It was a highly competitive international funding in which more than 500 organisations worldwide battled for the lucrative funding provided by Innovate UK in the United Kingdom. In the end, Dr Moeketsi Mpholo, the Administrator of the National University of Lesotho (NUL) Energy Research Centre (ERC), and his international and local team of experts were among 60 (out of 500) organisations who won!
The huge M10.3 Million funding will see two villages in Lesotho being powered 100% by solar energy using two mini grids.
How did they win?
Dr Mpholo assembled an experienced team of local and international experts in renewable energy to claim this gigantic funding. We have Mr Bernie Jones from Science, Technology and Innovation for Development Ltd in the United Kingdom, Mr Anshuman Lath from Gram Oorja in India, and Mr Khotso Mosito from Mos-Sun Clean Energy Technologies (MOSCET) in Lesotho. Each of them is leading their well-prepared armies.
This is how they will do it.
Two rural villages which are not connected to the grid will be selected somewhere in Lesotho. The details of how they will be selected are yet to be finalised. Once selected, the villages’ governing structures will be set up or the existing structures will be used to oversee the grid implementation and running.
Community projects are tricky. But this project will not be a trial and error.
First, the NUL Energy Research Centre is a hub of knowledge for all kinds of renewable energy expertise. The centre also runs an esteemed Master’s program in Sustainable Energy that is already training a battalion of renewable energy leaders, some of whom will be called to sharpen their skills in this project.
This is the tip of the iceberg.
Mr Bernie Jones’ organisation from the UK has 8 years experience in setting up mini-grids in several countries over Africa. “We have assisted rural communities to establish and manage mini-grids, with emphasis on good governance of such grids,” he said.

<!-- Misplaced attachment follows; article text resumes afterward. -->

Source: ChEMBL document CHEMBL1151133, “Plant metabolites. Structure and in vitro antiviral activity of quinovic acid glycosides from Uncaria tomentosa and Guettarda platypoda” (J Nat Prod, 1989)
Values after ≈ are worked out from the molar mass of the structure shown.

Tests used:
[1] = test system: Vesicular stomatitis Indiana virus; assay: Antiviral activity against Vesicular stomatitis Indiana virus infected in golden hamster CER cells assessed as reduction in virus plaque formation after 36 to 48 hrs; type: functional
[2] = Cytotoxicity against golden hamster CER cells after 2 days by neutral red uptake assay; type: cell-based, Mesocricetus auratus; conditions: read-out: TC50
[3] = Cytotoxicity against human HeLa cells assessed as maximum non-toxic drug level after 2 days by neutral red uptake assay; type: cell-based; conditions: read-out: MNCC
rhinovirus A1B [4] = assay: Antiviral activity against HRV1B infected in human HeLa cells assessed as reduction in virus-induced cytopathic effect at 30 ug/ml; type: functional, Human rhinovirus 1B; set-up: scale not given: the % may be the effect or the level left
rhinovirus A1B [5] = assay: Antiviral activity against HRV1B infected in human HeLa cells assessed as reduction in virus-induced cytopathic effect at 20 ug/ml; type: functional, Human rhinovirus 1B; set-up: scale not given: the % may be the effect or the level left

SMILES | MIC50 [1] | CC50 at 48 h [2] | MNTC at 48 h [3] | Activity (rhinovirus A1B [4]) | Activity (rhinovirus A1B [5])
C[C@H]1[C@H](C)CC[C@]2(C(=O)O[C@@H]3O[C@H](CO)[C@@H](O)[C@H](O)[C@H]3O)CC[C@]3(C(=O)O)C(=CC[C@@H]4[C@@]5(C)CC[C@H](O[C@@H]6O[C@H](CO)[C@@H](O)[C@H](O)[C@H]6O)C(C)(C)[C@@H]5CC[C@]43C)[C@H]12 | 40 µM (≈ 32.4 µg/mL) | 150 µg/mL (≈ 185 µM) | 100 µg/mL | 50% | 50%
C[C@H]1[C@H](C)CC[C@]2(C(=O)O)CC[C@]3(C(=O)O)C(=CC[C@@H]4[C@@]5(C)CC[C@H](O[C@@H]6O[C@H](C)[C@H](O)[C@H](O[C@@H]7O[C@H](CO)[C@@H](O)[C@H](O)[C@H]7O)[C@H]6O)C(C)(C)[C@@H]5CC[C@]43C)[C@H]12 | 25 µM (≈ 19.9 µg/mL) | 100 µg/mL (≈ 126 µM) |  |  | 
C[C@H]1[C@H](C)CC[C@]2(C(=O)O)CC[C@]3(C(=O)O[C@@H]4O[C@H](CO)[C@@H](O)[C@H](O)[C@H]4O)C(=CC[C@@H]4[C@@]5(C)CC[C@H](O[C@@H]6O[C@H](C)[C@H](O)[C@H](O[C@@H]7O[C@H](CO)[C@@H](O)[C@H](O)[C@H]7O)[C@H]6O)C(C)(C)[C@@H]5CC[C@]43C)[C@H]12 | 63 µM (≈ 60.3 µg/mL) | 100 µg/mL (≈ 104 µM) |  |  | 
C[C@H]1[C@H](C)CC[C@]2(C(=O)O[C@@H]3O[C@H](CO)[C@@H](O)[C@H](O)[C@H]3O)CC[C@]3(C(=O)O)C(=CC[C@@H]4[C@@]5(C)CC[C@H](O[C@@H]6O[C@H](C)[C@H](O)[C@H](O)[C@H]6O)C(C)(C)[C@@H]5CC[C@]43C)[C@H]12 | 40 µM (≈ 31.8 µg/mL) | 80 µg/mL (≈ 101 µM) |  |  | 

As if that is not good enough already, we have Mr Anshuman Lath from Gram Oorja in India. He and his team have applied mini-grids in over 60 remote rural communities in India and a few in some countries in Africa. “We have a huge experience in terms of helping communities to set-up and run such grids,” he said.
Then we have our very own MOSCET, a local company best known for its laser focus on providing renewable energy solutions in Lesotho over the years. It will be heavily involved in the implementation of the grids.
Each grid is projected to have a capacity of 30 to 50 kilowatts (kW) of energy. To put things into perspective, the bulk of rural households currently connected to the national grid utilise 30 kWh per month or less meaning a maximum average of 1 kWh per day per household.
This is the reason why ERC recommended to Lesotho Electricity and Water Authority to introduce cheaper rates for consumption of up to 30 kWh in order to relieve poor households, and this has been in force since last year. So, a capacity of 50 kW operating around 10 hours per day gives 500 kWh of energy, enough to power an average of 500 households!
Electricity will be produced by each mini-grid from the sun’s energy during the day. Then it will be stored in large batteries so that villages can access it even at night when there is no generation. Villagers will pay relatively small amounts of money (tariff) for the electricity they use, compared to the general public.
Remember we are using free energy from the sun.
The money collected will be used to fund the maintenance of the grid including battery replacement and to pay a few workers to oversee the plant.
Interestingly, a certain percentage of the fund will be used to assist the villagers to power community entrepreneurial activities or community social centres. Such entities will also benefit from the grid generated power.
Why is this appealing project the first of its kind in Lesotho?
“The project aims to pilot an Independent Power Producer (IPP) mini-grid Technology in Lesotho, and to demonstrate that they can be a sustainable solution compared to the present policy of grid extension which is not only expensive to implement, but the beneficiaries can’t even afford the tariffs which increase on an annual basis ,” Dr Mpholo said.
IPP is a solution where power production is owned by an independent body outside of a central government. Such bodies will be village communities in this case.
Presently, we have only one, and government owned, mini-grid in Semonkong. “Can we have one 100% owned and run by a community?” he asked. They will soon find out. Should the exercise succeed, it may prove to be an affordable model for the rest of the country.